So this is a post originally written in the flight home from the Co-operative Research Centre for Low Carbon Living’s October Participants Forum. It’s a summary of how we framed two days of presentation and workshops, and how this co-incided with the roll out of a new identity for the CRC, a new blog site, and some graphics we’ve been working on with Pure and Applied, and Jinga Design for a few months.
Designing an event intended to get the most out of 150 really divergent people – many of whom are recognised experts in their field – is something we should always invest in. But with the rise of venue-based event managers, the tailored experience designed to massage the best from people isn’t always achieved. I’ve been working with the CRC team on what we’ve been calling the ‘strategic communications’ for the organization. That’s a combination of strategy (for research, for communicating the research and for connecting up researchers), and communication across the partnership, and outward to a more public audience. What follows is an outline of how graphics, web and physical forum were conceived as part of a integrated strategy and communication exercise we hope will continue.
It’s said that many minds are better than one. We agree. Which is why we’ve brought together a large and mixed group to form a ‘co-op’ for research in to ways we can reduce carbon emissions through innovation.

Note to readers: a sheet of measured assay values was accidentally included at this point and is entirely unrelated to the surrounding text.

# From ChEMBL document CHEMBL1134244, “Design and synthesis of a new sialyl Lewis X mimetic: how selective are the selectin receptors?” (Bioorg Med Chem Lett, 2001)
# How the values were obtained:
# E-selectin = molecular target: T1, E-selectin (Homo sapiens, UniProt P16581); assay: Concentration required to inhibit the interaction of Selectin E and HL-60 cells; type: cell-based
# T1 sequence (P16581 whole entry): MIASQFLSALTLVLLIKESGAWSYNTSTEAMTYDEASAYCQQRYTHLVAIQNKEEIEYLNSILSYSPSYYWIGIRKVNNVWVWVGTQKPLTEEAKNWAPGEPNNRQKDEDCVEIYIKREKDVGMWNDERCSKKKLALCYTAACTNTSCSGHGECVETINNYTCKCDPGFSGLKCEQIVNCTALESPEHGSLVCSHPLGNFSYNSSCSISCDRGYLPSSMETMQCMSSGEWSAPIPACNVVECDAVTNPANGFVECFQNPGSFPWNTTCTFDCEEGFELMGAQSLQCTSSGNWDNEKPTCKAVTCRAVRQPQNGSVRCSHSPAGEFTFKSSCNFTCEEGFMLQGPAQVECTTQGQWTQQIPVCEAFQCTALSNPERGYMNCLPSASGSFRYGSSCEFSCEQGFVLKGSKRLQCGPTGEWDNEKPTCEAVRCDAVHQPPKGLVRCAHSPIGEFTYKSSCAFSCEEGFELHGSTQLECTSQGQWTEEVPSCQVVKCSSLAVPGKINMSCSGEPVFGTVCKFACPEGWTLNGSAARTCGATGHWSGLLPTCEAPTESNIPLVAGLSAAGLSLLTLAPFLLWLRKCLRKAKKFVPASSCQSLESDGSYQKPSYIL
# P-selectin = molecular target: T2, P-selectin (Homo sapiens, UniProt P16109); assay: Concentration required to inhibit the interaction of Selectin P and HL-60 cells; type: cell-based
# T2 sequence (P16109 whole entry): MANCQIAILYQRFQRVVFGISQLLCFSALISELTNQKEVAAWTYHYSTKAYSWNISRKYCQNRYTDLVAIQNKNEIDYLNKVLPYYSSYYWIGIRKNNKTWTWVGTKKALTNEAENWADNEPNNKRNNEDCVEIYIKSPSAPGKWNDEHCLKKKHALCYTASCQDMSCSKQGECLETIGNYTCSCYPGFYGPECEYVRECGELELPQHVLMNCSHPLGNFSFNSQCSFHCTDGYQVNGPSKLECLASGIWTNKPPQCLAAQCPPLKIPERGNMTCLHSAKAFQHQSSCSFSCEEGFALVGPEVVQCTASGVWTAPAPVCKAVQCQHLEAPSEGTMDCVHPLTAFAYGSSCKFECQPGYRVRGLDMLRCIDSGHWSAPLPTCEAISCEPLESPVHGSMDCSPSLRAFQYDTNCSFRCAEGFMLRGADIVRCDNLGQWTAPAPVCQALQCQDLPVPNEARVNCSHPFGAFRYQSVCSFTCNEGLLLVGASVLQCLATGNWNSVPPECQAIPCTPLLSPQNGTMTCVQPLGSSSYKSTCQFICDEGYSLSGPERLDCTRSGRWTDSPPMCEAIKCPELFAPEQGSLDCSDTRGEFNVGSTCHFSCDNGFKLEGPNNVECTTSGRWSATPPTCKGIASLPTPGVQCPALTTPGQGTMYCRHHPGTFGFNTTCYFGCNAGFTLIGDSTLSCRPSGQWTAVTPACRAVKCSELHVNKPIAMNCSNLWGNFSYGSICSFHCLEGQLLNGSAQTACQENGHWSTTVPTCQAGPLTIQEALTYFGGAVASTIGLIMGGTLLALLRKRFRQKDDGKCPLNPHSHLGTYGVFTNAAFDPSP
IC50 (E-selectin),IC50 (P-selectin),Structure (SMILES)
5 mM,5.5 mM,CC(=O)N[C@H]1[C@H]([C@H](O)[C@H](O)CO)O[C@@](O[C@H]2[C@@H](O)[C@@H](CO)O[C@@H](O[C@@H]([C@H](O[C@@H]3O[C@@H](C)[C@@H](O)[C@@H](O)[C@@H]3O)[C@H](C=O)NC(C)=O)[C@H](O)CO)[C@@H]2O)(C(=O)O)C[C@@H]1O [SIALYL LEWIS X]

But how do we get the most out of the truly mixed collection of skillsets and mindsets; linear thinkers and conceptualists, community organizers and subject matter experts? This was the question we asked when planning an annual forum for CRC partners, held in Sydney last week (24-25 October). Can an electrical engineer of 40 years experience really engage with a young researcher on how to shift education practice from K-12 without either of them talking past each other? As a ‘research company’, we wanted to test and share our hypothesis on designing for collaboration.
Over these two days, more than 150 builders, architects, engineers, educationalists, academics, regulators, planners, students and technologists came together to co-create a shared narrative for the CRC, identify potential partners that may be missing from the skills we currently have, and to co-design possible research projects.
We’re asking what direct, measurable action we can take to make carbon reduction a catalyst for innovation in the built environment and we think we’re better placed than most because of that unique convergence of industry R&D, university research, and supportive policymakers.